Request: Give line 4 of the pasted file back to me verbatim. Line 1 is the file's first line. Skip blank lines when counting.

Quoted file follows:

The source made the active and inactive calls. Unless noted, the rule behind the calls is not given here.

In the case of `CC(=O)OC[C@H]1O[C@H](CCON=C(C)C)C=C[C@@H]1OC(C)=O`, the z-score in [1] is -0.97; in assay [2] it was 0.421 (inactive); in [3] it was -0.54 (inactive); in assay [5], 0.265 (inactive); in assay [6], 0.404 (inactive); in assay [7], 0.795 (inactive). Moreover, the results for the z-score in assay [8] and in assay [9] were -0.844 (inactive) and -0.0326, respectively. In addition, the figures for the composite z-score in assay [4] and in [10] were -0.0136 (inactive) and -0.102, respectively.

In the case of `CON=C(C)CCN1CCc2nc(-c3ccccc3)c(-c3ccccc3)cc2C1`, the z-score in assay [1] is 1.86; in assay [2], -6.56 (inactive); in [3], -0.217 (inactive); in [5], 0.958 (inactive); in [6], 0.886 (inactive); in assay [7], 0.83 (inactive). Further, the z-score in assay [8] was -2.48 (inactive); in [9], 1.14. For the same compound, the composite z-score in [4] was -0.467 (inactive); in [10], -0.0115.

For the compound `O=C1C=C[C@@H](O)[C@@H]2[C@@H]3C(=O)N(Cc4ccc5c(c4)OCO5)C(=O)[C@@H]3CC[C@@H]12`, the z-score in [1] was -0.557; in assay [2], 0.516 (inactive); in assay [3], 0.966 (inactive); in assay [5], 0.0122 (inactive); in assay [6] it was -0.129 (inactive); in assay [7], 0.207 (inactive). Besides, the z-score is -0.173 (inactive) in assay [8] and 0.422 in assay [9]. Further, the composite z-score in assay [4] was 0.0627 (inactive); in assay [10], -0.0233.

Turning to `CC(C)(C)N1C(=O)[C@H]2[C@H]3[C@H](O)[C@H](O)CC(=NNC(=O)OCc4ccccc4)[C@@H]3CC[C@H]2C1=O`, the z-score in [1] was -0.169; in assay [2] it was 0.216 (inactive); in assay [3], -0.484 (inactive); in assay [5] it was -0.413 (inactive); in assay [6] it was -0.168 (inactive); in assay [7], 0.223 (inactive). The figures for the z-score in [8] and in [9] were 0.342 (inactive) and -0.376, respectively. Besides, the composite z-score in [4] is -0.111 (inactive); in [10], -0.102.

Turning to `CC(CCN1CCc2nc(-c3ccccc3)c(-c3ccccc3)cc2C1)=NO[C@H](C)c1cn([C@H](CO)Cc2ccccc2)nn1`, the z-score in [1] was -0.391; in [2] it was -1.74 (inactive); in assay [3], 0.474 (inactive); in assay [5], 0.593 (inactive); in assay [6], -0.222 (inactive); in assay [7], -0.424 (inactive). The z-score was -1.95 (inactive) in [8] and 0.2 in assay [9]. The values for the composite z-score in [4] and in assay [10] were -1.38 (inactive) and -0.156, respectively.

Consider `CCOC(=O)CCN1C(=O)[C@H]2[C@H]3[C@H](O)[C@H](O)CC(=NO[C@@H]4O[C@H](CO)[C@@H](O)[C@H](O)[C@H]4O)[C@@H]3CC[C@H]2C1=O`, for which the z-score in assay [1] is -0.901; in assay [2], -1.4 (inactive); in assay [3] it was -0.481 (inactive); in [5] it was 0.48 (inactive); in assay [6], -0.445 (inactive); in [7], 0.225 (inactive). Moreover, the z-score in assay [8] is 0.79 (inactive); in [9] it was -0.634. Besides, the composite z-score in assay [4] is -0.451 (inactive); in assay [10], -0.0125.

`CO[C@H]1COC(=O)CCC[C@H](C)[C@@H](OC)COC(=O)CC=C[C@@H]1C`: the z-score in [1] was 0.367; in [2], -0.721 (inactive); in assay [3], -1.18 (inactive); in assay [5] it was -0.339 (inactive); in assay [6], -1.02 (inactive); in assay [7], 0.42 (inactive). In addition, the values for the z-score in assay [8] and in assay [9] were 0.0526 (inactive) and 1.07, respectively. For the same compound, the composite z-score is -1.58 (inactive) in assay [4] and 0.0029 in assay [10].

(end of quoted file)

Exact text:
For the compound `O=C1C=C[C@@H](O)[C@@H]2[C@@H]3C(=O)N(Cc4ccc5c(c4)OCO5)C(=O)[C@@H]3CC[C@@H]12`, the z-score in [1] was -0.557; in assay [2], 0.516 (inactive); in assay [3], 0.966 (inactive); in assay [5], 0.0122 (inactive); in assay [6] it was -0.129 (inactive); in assay [7], 0.207 (inactive). Besides, the z-score is -0.173 (inactive) in assay [8] and 0.422 in assay [9]. Further, the composite z-score in assay [4] was 0.0627 (inactive); in assay [10], -0.0233.